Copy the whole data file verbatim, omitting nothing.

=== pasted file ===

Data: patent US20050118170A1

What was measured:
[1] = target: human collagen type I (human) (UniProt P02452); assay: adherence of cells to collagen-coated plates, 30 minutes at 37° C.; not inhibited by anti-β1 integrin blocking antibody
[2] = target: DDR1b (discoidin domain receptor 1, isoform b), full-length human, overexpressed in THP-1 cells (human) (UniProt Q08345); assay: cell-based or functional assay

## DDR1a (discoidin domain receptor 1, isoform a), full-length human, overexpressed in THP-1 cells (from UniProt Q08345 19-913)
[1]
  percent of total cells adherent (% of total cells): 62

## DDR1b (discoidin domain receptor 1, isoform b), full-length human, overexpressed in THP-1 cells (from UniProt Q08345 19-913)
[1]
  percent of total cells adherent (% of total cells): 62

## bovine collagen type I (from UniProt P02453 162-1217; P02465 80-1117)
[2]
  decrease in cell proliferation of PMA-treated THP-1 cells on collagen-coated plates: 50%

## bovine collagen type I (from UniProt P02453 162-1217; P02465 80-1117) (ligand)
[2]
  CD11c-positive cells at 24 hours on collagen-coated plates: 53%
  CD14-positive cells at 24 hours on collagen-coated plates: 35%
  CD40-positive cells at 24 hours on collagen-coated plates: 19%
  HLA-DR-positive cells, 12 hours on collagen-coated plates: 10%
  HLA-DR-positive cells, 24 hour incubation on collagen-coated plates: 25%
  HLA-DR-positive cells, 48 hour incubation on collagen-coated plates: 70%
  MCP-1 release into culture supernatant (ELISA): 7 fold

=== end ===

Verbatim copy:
Data: patent US20050118170A1

What was measured:
[1] = target: human collagen type I (human) (UniProt P02452); assay: adherence of cells to collagen-coated plates, 30 minutes at 37° C.; not inhibited by anti-β1 integrin blocking antibody
[2] = target: DDR1b (discoidin domain receptor 1, isoform b), full-length human, overexpressed in THP-1 cells (human) (UniProt Q08345); assay: cell-based or functional assay

## DDR1a (discoidin domain receptor 1, isoform a), full-length human, overexpressed in THP-1 cells (from UniProt Q08345 19-913)
[1]
  percent of total cells adherent (% of total cells): 62

## DDR1b (discoidin domain receptor 1, isoform b), full-length human, overexpressed in THP-1 cells (from UniProt Q08345 19-913)
[1]
  percent of total cells adherent (% of total cells): 62

## bovine collagen type I (from UniProt P02453 162-1217; P02465 80-1117)
[2]
  decrease in cell proliferation of PMA-treated THP-1 cells on collagen-coated plates: 50%

## bovine collagen type I (from UniProt P02453 162-1217; P02465 80-1117) (ligand)
[2]
  CD11c-positive cells at 24 hours on collagen-coated plates: 53%
  CD14-positive cells at 24 hours on collagen-coated plates: 35%
  CD40-positive cells at 24 hours on collagen-coated plates: 19%
  HLA-DR-positive cells, 12 hours on collagen-coated plates: 10%
  HLA-DR-positive cells, 24 hour incubation on collagen-coated plates: 25%
  HLA-DR-positive cells, 48 hour incubation on collagen-coated plates: 70%
  MCP-1 release into culture supernatant (ELISA): 7 fold